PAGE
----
The hit man’s tragedy
John Webster’s The Duchess of Malfi (1614) makes Macbeth seem like a feel-good romp. Bad things happen to good people. Bad things happen to bad people. Everybody dies. (Everybody you care about.) The moral of the play: Life sucks.
The plot is convoluted and dependent on cultural codes that don’t run on our current mental software. Essentially, the recently widowed (and still young) Duchess of Malfi (Elisabeth Ahrens) secretly marries Antonio Bologna (a man below her station played by Dolph Paulsen). The happy couple has kids and keep that a secret too. The Duchess’ unhappy brothers (David Yearta as the Machiavellian Cardinal and DeMario McGrew as the incestuously inclined Ferdinand) find out about the kids but not the marriage. At first, they think the Duchess has just been screwing around. When they do find out about the secret marriage, they decide to kill her anyway because hubby is low-class. But they torture her first—psychologically. It’s not quite as bad as, say, Hostel, but it’s pretty bad. After that, the play takes a surprising turn—but more on that later.
All of this is presented in dense, deeply-deep Elizabethan language—self-consciously derivative of Shakespeare, but not quite as good. The effect is like Nabokov going back in time and doing a Bard impersonation. (Except he’d probably do a better job than Webster.) It’s as mannered and artificial as a Japanese “Noh” drama.
Anybody staging this stuff in the present is left with two choices:
A) Do an archaeological recreation of the text-as-artifact. Present this stuff exactly as they’d do it back in the day with no apologies or explanations.
B) Frame the artificiality in a larger artificiality. Say, an assortment of post-modern foofaraw.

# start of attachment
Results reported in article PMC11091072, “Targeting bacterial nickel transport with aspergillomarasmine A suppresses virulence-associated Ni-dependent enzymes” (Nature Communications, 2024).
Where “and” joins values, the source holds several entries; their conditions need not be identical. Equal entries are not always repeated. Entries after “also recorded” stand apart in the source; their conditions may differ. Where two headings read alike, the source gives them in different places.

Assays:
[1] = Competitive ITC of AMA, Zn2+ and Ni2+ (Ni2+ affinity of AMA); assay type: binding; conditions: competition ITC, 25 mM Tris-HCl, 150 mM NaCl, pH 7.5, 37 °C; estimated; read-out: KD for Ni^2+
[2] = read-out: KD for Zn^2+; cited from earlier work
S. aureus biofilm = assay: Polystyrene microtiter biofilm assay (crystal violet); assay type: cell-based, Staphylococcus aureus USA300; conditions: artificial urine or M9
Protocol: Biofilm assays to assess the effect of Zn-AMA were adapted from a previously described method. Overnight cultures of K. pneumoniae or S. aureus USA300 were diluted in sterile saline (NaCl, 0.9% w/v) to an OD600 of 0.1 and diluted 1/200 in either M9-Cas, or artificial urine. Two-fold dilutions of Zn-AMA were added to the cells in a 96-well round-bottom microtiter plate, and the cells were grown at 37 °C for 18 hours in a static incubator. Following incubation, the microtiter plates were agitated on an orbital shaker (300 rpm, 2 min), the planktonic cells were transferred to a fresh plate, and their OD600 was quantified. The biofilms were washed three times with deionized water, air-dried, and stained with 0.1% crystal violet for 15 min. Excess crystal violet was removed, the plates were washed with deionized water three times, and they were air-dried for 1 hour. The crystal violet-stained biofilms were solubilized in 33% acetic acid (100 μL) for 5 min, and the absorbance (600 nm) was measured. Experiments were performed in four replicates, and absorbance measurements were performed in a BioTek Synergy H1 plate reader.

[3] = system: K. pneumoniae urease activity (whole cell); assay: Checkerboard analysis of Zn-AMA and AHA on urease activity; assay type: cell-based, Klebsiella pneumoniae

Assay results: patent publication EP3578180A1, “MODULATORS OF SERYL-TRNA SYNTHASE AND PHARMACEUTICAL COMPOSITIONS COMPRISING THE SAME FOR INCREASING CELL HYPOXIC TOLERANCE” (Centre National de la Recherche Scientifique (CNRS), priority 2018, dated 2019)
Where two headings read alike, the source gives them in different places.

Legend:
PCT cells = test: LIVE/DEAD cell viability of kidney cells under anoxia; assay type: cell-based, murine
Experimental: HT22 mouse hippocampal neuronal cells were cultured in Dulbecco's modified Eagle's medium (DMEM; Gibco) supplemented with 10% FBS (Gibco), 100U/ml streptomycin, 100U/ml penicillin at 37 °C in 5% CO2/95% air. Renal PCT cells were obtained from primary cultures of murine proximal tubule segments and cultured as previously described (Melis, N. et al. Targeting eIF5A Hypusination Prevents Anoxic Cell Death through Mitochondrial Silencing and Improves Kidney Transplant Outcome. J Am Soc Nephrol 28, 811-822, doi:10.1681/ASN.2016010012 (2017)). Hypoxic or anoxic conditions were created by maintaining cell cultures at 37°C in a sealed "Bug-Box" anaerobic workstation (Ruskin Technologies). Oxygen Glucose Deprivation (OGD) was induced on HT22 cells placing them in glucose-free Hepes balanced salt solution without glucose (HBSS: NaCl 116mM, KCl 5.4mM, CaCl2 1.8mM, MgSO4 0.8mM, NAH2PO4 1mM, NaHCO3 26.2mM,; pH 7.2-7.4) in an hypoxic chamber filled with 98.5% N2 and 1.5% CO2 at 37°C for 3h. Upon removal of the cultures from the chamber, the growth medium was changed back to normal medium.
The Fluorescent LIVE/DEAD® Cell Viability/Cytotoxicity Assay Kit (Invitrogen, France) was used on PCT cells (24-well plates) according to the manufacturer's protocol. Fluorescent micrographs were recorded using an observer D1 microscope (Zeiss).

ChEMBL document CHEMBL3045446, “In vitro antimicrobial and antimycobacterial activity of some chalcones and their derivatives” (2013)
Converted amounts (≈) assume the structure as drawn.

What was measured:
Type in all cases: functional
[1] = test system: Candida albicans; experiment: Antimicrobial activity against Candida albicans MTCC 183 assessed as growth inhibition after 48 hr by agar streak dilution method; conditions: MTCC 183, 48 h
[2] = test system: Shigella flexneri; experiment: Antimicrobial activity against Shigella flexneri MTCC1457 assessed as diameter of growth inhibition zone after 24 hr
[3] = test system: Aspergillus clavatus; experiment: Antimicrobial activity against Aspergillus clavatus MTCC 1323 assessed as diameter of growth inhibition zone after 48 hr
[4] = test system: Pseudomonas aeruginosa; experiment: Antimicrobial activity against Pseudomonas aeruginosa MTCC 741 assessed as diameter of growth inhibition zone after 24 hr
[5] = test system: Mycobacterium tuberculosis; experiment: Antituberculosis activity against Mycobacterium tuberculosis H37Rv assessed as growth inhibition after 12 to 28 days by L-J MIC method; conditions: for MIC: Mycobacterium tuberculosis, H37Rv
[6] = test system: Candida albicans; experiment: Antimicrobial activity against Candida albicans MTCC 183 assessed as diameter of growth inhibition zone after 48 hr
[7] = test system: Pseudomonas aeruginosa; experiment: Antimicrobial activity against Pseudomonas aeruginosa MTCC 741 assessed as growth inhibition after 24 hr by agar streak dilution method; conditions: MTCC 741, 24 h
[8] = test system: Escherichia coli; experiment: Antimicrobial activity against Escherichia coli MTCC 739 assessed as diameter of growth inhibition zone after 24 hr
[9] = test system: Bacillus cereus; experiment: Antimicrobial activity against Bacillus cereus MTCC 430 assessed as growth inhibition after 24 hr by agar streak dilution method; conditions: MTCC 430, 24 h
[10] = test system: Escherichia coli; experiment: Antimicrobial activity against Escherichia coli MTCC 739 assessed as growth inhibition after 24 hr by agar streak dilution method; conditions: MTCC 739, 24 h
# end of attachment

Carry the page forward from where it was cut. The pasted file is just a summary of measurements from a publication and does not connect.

As you’ve probably guessed, option (B) is what the Asolo Conservatory did in their recent production directed by Susannah Gellert. The actors are in modern dress. The action takes place in what looks like a crappy motel room with a pull out bed, a church-lady-type electric organ, two video monitors and a microphone on a stand. Actors interview each other with a vidcam and you see it on the monitors. Others take turns banging the organ and doing karaoke on the mike. Above it all, a sign proclaims: THERE IS NO SUCH THING AS EVIL. I’ll take the Conservatory’s word for it, though Webster’s play seems to offer evidence to the contrary.
During intermission, I heard a few audience members whining, “I couldn’t understand what was happening with the actors in modern dress in that crappy motel room.” Bull. I found that the lack of a literal set forced me to pay more attention to the words. Hey, we’re in a castle now. If you say so, I’ll imagine it. But first, I have to hear you. The lack of costumes and scenery cues forced me to really listen—so I listened and I figured most of it out. Even so, there were lots of times I didn’t know what the hell was going on.